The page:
Alex Allan: Well, we did work very closely with Lord Carter to try and provide a lot of support to his team, including paying consultants Frontier Economics to work with his team to make sure that the numbers were right. So we feel that these are numbers that are deliverable. The Legal Services Commission, the actual commission, the independently constituted body looked at the numbers and it believes that it will deliver the changes. They go with the grain of what the Legal Services Commission was doing in terms of trying to set up systems of preferred suppliers. So I do not think it is quite Lord Carter independently said this and then we are complete hostages. We did work closely with him. He did a lot of work with the Law Society and with the Bar Council on the precise schemes, particularly on the criminal side although, as I mentioned earlier, we do accept that some more work is needed on the family side. So I think that it does not feel like something that we have farmed off to an independent reviewer and then simply sat back and took what was coming to us.

  Q85  Mr Khabra: I am going to ask you a question about your relationship with the Home Office. The Department shares responsibility with the Home Office and the Office of the Attorney General via the Office for Criminal Justice Reform. The Treasury's Financial Management Review in 2005 found that you were not sufficiently included in all consultations. Have you now increased your involvement? Would you say that you are a full partner with the other responsible departments?

  Alex Allan: I would say yes we have improved our consultations and we do feel that we are full partners in the criminal justice system with the National Criminal Justice Board, the Office for Criminal Justice Reform, and the local criminal justice boards. Clearly, as I indicated earlier, it is very important that we do work closely with the Home Office on all these issues and we have got links in at lots of different levels. Picking up, sir, one of the points for example on legal aid, we do now have very clear arrangements in place that if another department makes a change that imposes unexpected costs on us, then there will be a public expenditure transfer to enable us to meet those costs, and our accounts show examples in money transferred from the Home Office for downstream costs associated with the 2003 Criminal Justice Act and also money transferred from the Department for Education and Skills for money associated with the Adoption and Children Act. So inevitably the Home Office is larger in scale in terms of its overall budget than us, but I think the Home Office recognises that there is a shared interest in trying to make sure that the whole system works well. To take an example, the Home Office at the moment has obvious pressures on prison places, and one of the areas is remand places, and so for them if they see that there are delays in the crown courts so that prisoners may be held on remand for longer then that clearly has very big impacts on them, so I think that there is increasing recognition that we are all in business with a common endeavour.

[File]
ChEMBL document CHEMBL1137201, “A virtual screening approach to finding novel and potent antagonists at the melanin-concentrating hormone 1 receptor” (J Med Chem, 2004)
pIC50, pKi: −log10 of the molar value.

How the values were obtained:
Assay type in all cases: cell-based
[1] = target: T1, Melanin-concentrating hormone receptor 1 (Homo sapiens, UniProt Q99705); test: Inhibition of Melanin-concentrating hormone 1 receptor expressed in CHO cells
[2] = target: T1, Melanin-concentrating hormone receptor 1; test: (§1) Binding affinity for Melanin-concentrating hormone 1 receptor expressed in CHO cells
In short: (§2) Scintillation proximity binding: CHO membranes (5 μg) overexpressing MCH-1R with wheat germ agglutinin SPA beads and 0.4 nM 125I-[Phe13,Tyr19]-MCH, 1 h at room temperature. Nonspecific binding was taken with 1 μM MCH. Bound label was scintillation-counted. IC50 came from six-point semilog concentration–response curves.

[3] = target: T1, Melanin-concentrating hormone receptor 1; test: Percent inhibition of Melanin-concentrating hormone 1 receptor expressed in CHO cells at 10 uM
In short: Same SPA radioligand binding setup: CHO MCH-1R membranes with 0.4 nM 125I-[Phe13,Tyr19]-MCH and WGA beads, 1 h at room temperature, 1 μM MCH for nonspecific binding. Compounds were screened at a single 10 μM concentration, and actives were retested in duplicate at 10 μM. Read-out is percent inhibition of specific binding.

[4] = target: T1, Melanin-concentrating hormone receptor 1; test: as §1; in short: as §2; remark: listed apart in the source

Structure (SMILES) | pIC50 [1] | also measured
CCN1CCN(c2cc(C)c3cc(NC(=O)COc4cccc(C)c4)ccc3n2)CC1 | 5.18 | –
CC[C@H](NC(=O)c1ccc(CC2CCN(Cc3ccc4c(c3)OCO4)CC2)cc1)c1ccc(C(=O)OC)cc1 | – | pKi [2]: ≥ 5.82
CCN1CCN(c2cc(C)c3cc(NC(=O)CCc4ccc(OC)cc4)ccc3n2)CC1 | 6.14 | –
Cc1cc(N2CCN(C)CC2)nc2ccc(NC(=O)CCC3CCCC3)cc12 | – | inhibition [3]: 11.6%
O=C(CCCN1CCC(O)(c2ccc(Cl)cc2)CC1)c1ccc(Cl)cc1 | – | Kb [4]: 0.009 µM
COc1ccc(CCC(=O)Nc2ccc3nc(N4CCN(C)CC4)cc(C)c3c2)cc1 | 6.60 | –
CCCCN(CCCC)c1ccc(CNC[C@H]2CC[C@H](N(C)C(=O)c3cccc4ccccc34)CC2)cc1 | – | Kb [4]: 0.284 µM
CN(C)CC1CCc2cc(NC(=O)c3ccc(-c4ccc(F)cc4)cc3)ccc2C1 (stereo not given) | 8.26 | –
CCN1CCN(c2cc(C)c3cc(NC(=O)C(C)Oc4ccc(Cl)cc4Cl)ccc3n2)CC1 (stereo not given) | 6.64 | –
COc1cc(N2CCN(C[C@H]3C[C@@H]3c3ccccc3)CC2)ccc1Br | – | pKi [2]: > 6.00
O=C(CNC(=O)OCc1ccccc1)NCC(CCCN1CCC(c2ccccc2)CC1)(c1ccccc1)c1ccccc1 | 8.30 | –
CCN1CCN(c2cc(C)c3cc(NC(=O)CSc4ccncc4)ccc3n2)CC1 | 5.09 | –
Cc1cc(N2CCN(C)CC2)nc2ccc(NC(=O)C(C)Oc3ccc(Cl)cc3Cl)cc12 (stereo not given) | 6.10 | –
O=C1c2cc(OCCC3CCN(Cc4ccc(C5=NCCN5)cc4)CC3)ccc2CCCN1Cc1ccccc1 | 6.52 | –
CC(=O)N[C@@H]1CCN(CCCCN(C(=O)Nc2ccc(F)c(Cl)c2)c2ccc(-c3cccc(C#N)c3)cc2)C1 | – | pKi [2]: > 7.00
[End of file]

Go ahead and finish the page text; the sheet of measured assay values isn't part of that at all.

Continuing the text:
Q86  Mr Khabra: Has there ever been an occasion where there has been a conflict of interest or a conflict of responsibility?

  Alex Allan: Inevitably at times there will be differences of political view about what is the best way forward, but I think the system is now robust enough that that can be resolved and, as I say, our working relationships are very good at all levels right from the top to the bottom.

  Q87  Mr Khabra: The Home Office has already received its settlement from the Comprehensive Spending Review. What impact does this have on the scope for joint planning between the two departments?

  Alex Allan: I accept that at one level it seems slightly odd that one part of the system has settled. We are still doing a lot of joint work, as Barbara Moorhouse said, and I will ask her to speak on this in a moment, and of course the Crown Prosecution Service has not yet made a settlement. I think we are conscious that although, as Barbara indicated, the Home Office settlement is at the upper end of the range, given the pressures, for example on the police forces, the pressures from the counter-terrorism strategy, the needs in the Prison Service it is actually a pretty tight settlement. I guess it would be a worry for us if they had an enormously generous settlement and lots and lots of defendants were heading our way and we got a very miserly settlement and we could not cope. It does not feel like that and, as I say, there is a lot more work going on to try and join it up, but Barbara may be able to expand a bit more.